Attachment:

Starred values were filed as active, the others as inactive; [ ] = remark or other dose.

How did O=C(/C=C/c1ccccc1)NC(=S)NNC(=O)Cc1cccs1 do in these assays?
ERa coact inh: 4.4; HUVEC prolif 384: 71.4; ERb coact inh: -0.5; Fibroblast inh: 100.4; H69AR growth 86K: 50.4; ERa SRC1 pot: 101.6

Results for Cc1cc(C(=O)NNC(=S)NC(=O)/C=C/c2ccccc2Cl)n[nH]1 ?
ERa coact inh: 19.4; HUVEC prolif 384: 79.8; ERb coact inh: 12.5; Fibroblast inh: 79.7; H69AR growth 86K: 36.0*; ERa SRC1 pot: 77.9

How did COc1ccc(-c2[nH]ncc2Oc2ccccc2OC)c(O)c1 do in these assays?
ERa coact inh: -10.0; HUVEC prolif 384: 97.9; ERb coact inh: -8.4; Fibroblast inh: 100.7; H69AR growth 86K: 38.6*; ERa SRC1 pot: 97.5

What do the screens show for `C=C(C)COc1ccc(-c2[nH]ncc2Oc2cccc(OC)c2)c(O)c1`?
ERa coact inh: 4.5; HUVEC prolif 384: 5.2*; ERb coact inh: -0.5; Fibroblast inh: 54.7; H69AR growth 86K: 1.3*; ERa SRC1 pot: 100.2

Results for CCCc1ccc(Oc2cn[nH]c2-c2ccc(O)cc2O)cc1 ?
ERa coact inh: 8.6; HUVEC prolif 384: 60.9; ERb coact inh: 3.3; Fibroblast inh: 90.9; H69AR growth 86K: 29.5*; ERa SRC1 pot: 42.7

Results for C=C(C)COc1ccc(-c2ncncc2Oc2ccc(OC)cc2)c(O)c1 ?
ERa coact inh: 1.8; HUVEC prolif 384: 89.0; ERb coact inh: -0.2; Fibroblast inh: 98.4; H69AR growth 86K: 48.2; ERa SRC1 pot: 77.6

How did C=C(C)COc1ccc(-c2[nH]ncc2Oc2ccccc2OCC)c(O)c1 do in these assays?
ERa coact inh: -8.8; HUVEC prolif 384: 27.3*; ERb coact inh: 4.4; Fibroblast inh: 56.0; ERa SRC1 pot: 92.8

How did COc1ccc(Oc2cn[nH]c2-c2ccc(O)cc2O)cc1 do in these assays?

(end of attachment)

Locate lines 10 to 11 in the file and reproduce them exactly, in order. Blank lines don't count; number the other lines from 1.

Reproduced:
Results for CCCc1ccc(Oc2cn[nH]c2-c2ccc(O)cc2O)cc1 ?
ERa coact inh: 8.6; HUVEC prolif 384: 60.9; ERb coact inh: 3.3; Fibroblast inh: 90.9; H69AR growth 86K: 29.5*; ERa SRC1 pot: 42.7